The first College Football Playoff (CFP) was marked by a series of exciting events, including the weekend’s premier concert series, “AT&T Playoff Playlist Live!” headlined by Lenny Kravitz and Sting. Clay Paky Sharpy fixtures and grandMA2 full-size and light consoles played key roles during back-to-back nights of shows at the American Airlines Center, Dallas. A.C.T Lighting, Inc. is the exclusive distributor of both brands in North America.
New Orleans-based Solomon Group produced and designed “AT&T Playoff Playlist Live!” providing a full array of live event services for the first-of-its kind concert series.
“For organizers at CFP and ESPN, it was crucial that the events taking place during the inaugural College Football Playoff weekend be just as exciting as the game itself,” says Matt Foucheaux, Director of Production Design at Solomon Group. “It was also crucial that the CFP brand play front and center. We chose a production design for the stage that drew heavily from the brand’s sleek, new logo. Once we settled on a football shape for the stage design, we added various football-themed creative elements throughout.
“For instance, our team assembled lighting ‘brackets’ to symbolize the new playoff system. We also created special ‘pods’ of lights to mimic traditional stadium lighting. It was important that the show not look or feel like just any concert; we wanted the audience to know this show was part of College Football Playoff.”
Foucheaux deployed 48 Clay Paky Sharpys in the stadium lighting ‘pods’ where they were meant to loosely simulate the lighting typically found in a football stadium. Twelve Sharpys in each of four pods were positioned off left and right of the stage and were trimmed out around 70 feet to the bottom of the first Sharpy.
“We chose the Sharpys because of their incredible beam output and speed,” Foucheaux says. “We needed instruments that would allow us to create a very elegant look during walk-in and in between artists but could also quickly transition to the dynamic look needed for a rock ‘n roll show.”
He reports that the Sharpys were “absolute workhorses” that “performed great. Over four days–which included set up–they were never turned off, and we had no issues whatsoever.”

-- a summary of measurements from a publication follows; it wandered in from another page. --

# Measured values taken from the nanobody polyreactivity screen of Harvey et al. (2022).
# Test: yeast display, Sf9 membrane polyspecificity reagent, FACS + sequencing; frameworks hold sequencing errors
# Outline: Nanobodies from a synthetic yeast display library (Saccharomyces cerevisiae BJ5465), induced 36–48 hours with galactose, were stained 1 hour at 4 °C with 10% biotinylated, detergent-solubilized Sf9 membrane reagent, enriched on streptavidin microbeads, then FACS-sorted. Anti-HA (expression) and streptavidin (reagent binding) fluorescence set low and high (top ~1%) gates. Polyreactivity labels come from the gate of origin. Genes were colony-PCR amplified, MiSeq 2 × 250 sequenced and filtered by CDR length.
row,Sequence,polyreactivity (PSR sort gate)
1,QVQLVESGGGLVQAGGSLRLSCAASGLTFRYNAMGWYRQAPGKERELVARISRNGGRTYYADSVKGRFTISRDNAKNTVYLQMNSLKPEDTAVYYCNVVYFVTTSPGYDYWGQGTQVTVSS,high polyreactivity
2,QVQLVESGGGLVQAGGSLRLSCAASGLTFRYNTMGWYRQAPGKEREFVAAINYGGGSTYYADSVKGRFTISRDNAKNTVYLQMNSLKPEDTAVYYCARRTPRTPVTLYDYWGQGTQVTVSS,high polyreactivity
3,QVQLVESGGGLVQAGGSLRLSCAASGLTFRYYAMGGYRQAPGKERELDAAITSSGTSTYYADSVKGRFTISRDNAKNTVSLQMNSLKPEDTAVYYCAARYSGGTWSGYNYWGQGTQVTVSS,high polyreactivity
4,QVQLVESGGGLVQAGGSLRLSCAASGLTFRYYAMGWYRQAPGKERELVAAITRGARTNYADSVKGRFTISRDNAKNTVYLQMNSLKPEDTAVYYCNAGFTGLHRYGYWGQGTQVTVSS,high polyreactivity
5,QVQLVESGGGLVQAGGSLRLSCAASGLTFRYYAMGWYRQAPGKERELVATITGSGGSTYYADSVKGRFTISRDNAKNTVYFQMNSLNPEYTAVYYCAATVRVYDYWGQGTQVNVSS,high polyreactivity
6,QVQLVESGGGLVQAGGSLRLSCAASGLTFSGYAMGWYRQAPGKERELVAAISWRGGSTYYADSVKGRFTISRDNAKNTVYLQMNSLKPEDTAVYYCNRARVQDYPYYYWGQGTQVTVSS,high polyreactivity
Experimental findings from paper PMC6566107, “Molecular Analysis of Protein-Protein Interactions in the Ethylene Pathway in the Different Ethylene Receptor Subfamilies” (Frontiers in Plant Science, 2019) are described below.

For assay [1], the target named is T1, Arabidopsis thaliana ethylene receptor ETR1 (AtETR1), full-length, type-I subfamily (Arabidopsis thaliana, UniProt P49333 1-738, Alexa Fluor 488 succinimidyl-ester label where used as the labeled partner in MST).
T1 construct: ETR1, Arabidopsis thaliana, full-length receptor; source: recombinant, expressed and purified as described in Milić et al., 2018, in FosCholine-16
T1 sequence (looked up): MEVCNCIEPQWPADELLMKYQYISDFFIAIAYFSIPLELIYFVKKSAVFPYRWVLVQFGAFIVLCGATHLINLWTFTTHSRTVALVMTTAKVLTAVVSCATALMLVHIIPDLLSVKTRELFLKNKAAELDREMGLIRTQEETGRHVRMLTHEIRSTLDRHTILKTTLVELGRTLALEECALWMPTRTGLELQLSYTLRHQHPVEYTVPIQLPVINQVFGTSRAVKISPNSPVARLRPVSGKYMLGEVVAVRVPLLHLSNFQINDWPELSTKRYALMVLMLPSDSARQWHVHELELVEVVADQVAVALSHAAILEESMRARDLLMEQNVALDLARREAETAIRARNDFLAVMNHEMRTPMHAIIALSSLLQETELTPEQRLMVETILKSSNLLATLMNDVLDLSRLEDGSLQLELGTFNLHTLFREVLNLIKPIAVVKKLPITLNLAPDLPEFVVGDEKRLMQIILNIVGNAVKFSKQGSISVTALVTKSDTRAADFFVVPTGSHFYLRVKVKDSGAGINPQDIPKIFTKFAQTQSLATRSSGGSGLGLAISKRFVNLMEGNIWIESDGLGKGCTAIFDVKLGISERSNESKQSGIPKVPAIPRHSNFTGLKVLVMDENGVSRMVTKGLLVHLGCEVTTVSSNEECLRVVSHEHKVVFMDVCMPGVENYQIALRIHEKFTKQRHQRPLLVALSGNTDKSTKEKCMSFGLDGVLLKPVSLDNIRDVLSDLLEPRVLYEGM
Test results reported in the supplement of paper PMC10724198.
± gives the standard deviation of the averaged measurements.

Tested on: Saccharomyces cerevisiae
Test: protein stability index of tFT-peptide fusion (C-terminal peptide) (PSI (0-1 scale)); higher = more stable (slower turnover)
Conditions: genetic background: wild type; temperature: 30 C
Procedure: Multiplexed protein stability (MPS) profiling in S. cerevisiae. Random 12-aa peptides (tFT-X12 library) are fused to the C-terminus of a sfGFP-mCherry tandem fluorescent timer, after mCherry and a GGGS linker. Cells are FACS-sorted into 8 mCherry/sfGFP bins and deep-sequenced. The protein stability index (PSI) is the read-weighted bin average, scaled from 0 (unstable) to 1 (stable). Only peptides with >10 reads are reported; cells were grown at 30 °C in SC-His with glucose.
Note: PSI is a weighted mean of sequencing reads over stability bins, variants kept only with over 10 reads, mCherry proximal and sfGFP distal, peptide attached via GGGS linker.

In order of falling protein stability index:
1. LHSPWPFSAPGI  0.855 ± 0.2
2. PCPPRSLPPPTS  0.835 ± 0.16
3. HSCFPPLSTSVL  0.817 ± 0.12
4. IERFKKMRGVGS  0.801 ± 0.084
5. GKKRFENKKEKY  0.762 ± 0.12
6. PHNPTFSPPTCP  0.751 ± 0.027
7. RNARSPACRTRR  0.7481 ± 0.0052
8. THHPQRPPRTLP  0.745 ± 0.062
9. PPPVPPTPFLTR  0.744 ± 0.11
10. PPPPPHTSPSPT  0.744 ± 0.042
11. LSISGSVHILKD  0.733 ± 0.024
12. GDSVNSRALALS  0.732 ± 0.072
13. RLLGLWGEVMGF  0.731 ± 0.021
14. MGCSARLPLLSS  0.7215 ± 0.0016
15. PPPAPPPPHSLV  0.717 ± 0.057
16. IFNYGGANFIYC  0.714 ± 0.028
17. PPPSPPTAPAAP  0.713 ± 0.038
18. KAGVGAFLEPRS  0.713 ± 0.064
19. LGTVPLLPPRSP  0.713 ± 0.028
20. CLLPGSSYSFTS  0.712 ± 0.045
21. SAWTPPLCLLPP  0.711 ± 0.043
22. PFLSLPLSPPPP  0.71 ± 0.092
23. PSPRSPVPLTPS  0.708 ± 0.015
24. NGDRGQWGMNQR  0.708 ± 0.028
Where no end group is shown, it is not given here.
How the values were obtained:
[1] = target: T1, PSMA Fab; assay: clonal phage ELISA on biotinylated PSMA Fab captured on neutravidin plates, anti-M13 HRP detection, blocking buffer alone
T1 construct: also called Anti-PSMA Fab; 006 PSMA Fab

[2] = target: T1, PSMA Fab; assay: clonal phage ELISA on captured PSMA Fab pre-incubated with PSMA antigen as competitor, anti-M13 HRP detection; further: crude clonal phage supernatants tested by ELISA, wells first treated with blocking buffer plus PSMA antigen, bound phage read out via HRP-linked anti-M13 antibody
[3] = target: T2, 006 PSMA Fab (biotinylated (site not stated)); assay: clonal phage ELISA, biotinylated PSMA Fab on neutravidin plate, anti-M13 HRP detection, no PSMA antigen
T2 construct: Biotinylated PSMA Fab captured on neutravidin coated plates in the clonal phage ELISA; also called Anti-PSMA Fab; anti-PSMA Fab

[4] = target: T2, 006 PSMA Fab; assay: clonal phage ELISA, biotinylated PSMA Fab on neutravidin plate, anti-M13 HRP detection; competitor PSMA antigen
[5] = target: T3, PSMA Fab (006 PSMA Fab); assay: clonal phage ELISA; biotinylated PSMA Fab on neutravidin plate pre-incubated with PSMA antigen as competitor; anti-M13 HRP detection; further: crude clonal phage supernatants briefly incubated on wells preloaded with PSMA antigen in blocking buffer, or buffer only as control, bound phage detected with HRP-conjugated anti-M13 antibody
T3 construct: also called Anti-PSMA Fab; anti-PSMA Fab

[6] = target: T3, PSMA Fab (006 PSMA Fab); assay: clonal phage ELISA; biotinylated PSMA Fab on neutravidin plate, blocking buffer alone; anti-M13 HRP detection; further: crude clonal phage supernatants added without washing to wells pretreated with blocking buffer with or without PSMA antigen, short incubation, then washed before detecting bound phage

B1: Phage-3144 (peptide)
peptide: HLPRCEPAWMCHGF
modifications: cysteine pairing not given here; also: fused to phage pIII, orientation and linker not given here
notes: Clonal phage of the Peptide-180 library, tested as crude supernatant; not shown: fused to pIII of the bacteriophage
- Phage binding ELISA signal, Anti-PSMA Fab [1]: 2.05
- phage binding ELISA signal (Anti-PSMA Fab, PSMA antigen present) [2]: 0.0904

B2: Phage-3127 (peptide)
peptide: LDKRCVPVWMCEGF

Two grandMA2 full-size consoles and two more grandMA2 lights controlled a huge inventory of conventional and LED fixtures for the concerts. “grandMA has been Solomon Group’s console of choice for many years now,” says Foucheaux. “It’s ideal for festival-style shows since it is a staple in the industry and most lighting designers are familiar with it. So it’s easy for a guest LD to come in and either take over the show or clone a previous show to the grandMA2, which can save a lot of programming time.”
He notes that, “The speed at which you can achieve beautiful looks with the grandMA2 was huge for this event. We had an extremely tight turnaround from load-in to show, so we needed the console to perform quickly and flawlessly. Our programmer, Ryan Stumpp, did an amazing job bringing the vision of the event to life and making sure that all of the guest LDs had everything they needed to make their artists shine.”
Foucheaux says the grandMA2 consoles “worked perfectly throughout the four days of load-in and show dates. We always like to think about the technology and how we can use it to achieve beautiful looks. But when you don’t have to think about the console at all because you know it will work flawlessly, that’s what makes a great piece of technology.”
Foucheaux notes that many managers and crew members dedicated a lot of time to pull off the successful concert series. “While the right gear can help make a show spectacular, it only shines when it’s placed in the hands of talented designers and technicians who know how to make it work within the parameters of the event. They normally go unmentioned, but they’re the ones who truly make the magic happen.”
At Solomon Group Jonathan Foucheaux was the producer; Gary Solomon Jr. show producer; Josh Richardson show director; Andy Smith production manager; and Laura Jean Smith show management. Ryan Stumpp was on-site lighting designer; Nathaniel Beckett lighting lead; and Trice Head and Dallas Spatz lighting techs.
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